Nowadays those who start wars are even more remote and isolated from its horrors than they were in the past. So they may feel that they do not share in the personal cost. Yet this is not true. For war has invisible costs, hidden injuries, less manifest than the rapes, mutilations, deaths, sickness and starvation, yet as deadly to the civilizations which engage in war as the physical scars.
The feuding wars of tribal societies tend to create equality by keeping groups in balance. If one group gains a temporary advantage, it attracts predatory attacks from neighbours, and is returned to the average position. On the other hand, the wars of civilization have a strong tendency towards creating inequality, both between the contending groups, and within them. The immediate effect of war is to make the conquered into slaves, prisoners, permanently in thrall to the conquering power.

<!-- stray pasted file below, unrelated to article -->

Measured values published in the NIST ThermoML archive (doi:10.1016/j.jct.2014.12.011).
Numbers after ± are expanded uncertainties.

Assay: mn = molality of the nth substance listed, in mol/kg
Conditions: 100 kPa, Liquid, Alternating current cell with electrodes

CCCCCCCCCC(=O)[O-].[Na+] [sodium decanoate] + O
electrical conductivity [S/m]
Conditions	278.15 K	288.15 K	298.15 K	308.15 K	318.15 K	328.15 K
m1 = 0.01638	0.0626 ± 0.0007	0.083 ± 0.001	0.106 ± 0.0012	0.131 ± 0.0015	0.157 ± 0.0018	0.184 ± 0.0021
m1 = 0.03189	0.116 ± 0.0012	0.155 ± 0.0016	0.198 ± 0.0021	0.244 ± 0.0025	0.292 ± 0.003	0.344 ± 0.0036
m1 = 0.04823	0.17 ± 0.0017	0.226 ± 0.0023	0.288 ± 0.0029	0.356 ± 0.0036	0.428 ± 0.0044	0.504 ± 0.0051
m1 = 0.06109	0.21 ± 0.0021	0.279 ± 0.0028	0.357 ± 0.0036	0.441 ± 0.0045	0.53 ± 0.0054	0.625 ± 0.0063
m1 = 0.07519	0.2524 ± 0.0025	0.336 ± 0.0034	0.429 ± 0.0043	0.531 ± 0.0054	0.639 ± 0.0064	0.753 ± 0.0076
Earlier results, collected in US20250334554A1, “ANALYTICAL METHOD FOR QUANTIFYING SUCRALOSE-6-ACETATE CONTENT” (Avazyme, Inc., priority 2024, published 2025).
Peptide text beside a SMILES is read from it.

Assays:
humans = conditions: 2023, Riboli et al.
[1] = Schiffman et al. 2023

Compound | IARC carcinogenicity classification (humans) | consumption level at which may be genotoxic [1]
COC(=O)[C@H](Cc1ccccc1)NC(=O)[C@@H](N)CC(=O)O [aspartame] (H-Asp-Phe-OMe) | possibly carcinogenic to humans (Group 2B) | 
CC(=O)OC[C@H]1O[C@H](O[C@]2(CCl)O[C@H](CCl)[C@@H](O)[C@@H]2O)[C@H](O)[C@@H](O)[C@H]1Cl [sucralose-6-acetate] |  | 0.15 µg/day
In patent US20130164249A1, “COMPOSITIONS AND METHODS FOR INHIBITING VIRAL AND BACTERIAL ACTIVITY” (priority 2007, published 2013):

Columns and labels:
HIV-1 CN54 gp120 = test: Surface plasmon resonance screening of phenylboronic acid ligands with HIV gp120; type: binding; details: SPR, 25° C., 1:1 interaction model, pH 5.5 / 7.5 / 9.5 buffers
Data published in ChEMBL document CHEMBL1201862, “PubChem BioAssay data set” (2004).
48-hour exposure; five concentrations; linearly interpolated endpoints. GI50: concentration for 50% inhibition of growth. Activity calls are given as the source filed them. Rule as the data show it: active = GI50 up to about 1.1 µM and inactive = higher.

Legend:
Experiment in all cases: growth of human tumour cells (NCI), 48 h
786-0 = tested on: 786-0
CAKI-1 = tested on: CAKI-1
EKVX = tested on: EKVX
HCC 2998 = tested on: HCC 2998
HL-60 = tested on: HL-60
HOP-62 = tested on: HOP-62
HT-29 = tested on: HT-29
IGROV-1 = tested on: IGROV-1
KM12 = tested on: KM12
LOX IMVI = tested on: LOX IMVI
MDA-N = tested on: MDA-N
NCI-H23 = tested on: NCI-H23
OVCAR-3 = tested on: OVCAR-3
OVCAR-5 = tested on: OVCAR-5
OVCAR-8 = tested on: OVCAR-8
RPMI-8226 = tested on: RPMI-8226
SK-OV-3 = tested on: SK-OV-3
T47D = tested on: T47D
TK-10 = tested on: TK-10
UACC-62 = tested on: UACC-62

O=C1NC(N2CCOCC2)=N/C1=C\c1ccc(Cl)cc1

Another effect was that after the emergence of states, a caste of warriors, often armed knights who could afford expensive weapons, arose and dominated the rest. As a result a weak, unarmed, mass of the population was crushed by the warriors with their superior weapons and castles. War both justifies their privilege and made any questioning of their right to bear arms into an act of treason.
Furthermore the movement towards a centralized state is made much more likely by war. War against outsiders justifies higher taxes and the maintenance of a standing army. It encourages the development of a large bureaucracy to administer the state’s taxation, the suspension or elimination of civil liberties and the destruction of all those who criticize the government.
The effects of war in turning Rome from a vibrant Republic into an autocratic Empire has often been noted. Victory was as disastrous as defeat. All opposition or questioning of the State and its motives was banned. What was demanded was unquestioning loyalty, unthinking patriotism, ‘my country right or wrong’. Thus the core of liberty and equality are quickly undermined by war.